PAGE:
A: The college has a very specific procedure to handle grade complaints. You first must talk with the instructor to determine whether the grade was an error or actually what the instructor believed you earned. If you do not agree with the instructor's decision, your next step is to submit a Grade Complaint Form (available at the Admissions Office) with your complaint detailed in writing. It then goes to the instructor for his or her written response. The paperwork is then forwarded to the Division Dean. The Dean will discuss the grade complaint with the instructor and you before making a decision. The one thing that is important to remember through this process is that the Dean can only recommend a grade change if 1) the instructor has made an error (which would have been fixed with your initial appeal to the instructor) or, 2) you have been treated differently than any of the other students (this requires an additional process that requires you to prove that you were treated "differently" that other class members). If the instructor has decided that the grade assigned is the grade that you earned, and all students were held to the same standard, the grade will stand. The Dean can present your case, but cannot change the grade unless you have evidence of error or treatment different from other class members.
A: The best way is to say it directly to the instructor. A simple "thank you" is more appreciated than you think. If you want to let others know how you feel, I would suggest that you put you feelings in writing to the Business Division Dean: Hilda Roberts, 1530 W. 17th Street, Santa Ana, CA, 92706. You can personally deliver it to her office at A-103. Positive feedback is very important and appreciated by all of us trying to provide you with the best possible education. If you like something - tell us. Thank you!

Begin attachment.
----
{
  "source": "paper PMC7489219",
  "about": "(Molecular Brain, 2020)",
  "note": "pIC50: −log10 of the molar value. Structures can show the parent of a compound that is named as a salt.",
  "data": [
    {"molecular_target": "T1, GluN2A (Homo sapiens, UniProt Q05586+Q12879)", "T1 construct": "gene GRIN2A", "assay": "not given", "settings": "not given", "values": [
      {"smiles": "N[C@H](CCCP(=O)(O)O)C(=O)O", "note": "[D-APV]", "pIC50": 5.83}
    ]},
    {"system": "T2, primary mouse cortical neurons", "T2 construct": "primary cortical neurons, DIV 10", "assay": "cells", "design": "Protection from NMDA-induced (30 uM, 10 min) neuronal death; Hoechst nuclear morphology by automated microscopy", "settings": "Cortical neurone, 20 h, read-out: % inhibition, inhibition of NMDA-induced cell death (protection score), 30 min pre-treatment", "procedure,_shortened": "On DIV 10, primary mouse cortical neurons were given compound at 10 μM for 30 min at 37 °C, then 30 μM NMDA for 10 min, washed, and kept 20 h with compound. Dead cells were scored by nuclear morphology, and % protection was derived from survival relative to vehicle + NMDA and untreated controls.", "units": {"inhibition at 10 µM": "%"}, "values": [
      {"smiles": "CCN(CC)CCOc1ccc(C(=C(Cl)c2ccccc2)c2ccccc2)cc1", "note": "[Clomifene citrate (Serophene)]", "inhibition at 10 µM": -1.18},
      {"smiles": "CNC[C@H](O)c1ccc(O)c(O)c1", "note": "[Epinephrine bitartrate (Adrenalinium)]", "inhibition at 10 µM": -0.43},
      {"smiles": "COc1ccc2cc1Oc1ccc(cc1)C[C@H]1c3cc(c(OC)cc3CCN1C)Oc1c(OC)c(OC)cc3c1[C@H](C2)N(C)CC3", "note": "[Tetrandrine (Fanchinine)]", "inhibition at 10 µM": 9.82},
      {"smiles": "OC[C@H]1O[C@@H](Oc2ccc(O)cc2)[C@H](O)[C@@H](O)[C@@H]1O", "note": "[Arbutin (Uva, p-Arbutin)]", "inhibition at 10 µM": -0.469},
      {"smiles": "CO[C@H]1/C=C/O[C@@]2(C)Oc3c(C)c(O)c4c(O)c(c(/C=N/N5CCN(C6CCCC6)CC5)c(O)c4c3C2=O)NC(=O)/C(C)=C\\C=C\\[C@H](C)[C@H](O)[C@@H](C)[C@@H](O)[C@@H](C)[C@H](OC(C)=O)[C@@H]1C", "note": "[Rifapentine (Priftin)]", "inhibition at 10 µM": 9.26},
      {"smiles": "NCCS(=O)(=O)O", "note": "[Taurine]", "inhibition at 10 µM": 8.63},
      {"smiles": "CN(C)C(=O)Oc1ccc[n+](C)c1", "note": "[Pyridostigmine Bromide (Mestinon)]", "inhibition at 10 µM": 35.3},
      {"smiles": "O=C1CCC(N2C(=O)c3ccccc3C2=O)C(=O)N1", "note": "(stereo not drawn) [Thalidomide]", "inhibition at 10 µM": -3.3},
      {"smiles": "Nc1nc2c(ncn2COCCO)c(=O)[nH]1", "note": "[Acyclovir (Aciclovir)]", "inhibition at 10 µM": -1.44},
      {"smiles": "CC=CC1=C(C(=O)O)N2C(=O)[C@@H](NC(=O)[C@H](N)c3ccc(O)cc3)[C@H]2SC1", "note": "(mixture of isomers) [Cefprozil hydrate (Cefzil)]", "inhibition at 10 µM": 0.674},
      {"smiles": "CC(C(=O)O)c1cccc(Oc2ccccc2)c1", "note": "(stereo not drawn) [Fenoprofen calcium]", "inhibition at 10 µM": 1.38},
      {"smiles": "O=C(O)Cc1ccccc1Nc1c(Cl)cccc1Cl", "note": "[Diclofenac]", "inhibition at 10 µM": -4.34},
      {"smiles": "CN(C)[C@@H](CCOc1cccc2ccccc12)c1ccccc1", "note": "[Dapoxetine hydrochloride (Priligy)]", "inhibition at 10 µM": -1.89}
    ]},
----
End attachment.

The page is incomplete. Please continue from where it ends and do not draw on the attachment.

A: YES. This is the best form of feedback that your instructor can receive. It will allow him or her to improve or change methods of instruction. Without feedback, we all have no idea if we are going in the right direction. This is not a punitive process, but one of how to do our job better. If you are not honest with your evaluations and comments, we do not know how best to improve. We (the faculty) take these evaluations very seriously. If you are concerned about you privacy, your comments can in no way be traced back to you by the instructor (nor would an instructor want to know - believe it or not). We want to do the best job possible. You are our customer, and only you know if we are delivering out product as advertised. Let us know!